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Discussion Starter · #1 ·
I have been using these on all of my plugs and spinners. Those of you that think hooks should be invisible are missing out on a valuable visual attractant. The hooks actually look like a squid when viewed in low light conditions. They also work during the day as it is not as bright as you think underwater.
The powder coat paint that I use is available from a company in Canada called Luremaking. I would post the site but I am prohibited from doing so here.It is also available on other sites if you do a search.
Everyone remembers the old glow in the dark paint technology. It was made with copper and zinc. The new glow technology utilizes rare earth aluminates. Strontium with Europium as an activator. No these are not RADIOACTIVE.The glow it produces is 10 times as bright and lasts 20 times as long.
I did some experimenting and the method that works the best for applying the paint to hooks is this.
I first get quality hooks. Everyone has there favorites, I use Gamakatsu's with the shiny nickle finish. I have tried bronze and Owner black nickle finishes. The glow shines brightest on a shiny finish.
I use a propane torch for heating the trebles. You have to be careful not to get the hooks too hot. It does not weaken the hooks if done right.I only heat the treble hook from the back of the bends. I grasp the treble with a needle nose pliers around the top. I back the treble into the tip of the torch flame. It does not need to be in the flame but just in front. I hold for two seconds, pull it out, and lightly blow on the hook to slightly cool it. If the hook turns black it has been in too long. No black should be on the hook. Immediately immerse the back of the treble into a small container of glow paint that has a depth that covers the round bend but is not deep enough to cover the barb of the hook. If the hook is too hot the paint will smolder or bubble. I put the hook in for just a second then pull out and tap my fist on a table top to shake the excess paint off the hook. I can do a lot of hooks in a short time using this method. When you have a pile of hooks the next thing you will do will be to bake the paint on. Get one of your wife's small cake pans. Get some strands of ty wire cut to fit over the edges of the pan. You will slide all the hooks onto the strands being careful not to let the hooks touch each other. Pre heat the oven to 350 degrees. Carefully slide the pan into the oven and bake for 10 minutes. Any longer and you will get paint drippage. It might take a little practice so use old hooks to get the procedure dialed in. You can either hold the hooks up into the sunlight or use a flash to illuminate them or even better is to use a uv LED light to excite the paint.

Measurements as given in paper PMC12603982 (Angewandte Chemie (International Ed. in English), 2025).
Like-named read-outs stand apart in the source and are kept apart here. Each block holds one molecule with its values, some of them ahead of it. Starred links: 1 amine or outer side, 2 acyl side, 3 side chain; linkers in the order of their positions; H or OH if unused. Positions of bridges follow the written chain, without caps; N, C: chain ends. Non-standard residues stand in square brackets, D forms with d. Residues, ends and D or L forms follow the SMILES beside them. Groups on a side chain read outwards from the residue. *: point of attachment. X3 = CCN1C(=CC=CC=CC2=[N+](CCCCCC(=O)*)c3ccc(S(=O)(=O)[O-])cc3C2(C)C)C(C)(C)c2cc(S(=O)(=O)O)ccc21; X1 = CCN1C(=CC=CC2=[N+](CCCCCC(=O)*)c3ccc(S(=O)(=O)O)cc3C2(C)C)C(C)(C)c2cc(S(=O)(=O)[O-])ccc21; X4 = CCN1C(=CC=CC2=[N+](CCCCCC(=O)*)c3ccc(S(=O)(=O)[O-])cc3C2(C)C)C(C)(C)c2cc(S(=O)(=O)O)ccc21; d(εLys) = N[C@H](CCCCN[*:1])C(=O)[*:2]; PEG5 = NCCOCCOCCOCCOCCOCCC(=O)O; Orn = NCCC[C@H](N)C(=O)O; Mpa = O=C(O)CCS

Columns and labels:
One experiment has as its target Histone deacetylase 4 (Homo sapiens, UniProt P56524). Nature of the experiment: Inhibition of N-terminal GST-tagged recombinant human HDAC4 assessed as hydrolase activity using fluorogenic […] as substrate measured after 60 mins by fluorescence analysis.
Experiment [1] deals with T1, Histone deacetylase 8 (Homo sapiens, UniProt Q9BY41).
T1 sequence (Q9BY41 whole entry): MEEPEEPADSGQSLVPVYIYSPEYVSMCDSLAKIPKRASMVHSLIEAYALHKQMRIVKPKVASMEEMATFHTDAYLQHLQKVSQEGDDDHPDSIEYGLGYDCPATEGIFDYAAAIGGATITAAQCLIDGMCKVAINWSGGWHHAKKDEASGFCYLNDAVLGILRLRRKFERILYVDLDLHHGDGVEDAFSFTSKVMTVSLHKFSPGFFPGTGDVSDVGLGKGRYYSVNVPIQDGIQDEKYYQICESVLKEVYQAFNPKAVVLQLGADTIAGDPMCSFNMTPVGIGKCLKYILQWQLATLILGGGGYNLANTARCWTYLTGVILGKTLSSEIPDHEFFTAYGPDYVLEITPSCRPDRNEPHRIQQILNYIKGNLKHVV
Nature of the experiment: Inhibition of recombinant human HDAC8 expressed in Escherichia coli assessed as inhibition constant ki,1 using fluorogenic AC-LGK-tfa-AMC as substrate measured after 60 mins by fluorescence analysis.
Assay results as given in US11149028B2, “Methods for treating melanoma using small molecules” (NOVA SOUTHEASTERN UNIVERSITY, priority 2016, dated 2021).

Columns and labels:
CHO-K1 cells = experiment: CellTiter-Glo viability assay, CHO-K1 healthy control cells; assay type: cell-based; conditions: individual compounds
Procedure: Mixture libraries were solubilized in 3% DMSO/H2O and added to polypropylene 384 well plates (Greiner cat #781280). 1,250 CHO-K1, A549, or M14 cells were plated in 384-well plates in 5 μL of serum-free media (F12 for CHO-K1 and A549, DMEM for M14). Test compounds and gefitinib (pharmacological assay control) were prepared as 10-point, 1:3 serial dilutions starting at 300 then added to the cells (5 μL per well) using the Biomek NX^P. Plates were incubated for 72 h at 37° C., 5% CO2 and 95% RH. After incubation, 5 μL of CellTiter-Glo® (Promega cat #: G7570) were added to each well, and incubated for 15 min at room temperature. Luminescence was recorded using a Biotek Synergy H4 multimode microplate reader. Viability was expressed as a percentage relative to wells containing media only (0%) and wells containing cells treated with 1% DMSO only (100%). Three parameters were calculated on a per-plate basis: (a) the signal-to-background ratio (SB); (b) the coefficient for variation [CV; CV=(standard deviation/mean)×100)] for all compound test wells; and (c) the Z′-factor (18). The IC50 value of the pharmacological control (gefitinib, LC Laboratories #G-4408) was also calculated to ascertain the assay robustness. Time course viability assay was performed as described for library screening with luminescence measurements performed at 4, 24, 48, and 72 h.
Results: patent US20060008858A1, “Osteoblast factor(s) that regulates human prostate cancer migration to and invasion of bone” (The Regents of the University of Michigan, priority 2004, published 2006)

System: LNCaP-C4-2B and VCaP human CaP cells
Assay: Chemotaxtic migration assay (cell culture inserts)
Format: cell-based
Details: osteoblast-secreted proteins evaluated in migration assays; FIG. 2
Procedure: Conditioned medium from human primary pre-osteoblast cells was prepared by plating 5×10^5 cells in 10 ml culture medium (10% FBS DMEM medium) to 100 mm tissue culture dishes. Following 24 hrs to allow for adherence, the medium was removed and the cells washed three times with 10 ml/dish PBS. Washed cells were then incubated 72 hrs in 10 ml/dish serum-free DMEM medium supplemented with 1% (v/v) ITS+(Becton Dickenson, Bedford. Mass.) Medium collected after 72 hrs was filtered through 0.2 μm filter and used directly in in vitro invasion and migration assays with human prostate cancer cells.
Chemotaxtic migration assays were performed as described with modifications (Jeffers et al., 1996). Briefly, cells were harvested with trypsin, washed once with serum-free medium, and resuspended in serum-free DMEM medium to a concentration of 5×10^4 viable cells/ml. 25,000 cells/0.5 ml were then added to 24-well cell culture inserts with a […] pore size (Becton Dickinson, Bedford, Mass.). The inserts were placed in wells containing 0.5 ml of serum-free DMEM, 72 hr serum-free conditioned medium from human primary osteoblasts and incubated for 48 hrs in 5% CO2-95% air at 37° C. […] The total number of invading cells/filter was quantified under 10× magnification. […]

A few words of precaution now. Be careful with the torch. I use a good base around the bottom to prevent tipping. Wear leather gloves. Wear safety glasses. Have a fire extinguisher handy. Let the pan cool down before grabbing it out of the oven.
It takes a little work but I think it will help you catch more fish. :cheers:
 

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Thanks for the insight. :cheers: Are you using the 'new' stuff that's supposed to have a glow that lasts for 10 hours and only comes in one color? I noticed in the other standard glow paint there are a bunch of other colors to experiment with. Do these colors and type of paint work nearly as well?